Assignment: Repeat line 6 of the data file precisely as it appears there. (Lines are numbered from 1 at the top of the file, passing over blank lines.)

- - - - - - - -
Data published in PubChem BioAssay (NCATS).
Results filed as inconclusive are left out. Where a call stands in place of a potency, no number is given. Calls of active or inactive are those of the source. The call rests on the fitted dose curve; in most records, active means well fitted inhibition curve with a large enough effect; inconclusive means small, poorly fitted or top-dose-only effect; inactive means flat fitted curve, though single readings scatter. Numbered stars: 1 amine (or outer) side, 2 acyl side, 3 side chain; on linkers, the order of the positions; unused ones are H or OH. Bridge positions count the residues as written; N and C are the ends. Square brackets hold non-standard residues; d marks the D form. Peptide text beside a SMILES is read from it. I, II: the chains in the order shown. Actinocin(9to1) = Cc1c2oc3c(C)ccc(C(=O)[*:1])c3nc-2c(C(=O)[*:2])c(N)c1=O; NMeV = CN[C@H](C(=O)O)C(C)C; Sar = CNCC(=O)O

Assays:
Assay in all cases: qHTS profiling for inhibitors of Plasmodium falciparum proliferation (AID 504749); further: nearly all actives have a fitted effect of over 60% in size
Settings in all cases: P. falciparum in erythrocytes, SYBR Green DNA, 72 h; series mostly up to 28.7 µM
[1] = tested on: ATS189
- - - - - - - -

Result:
[1] = tested on: ATS189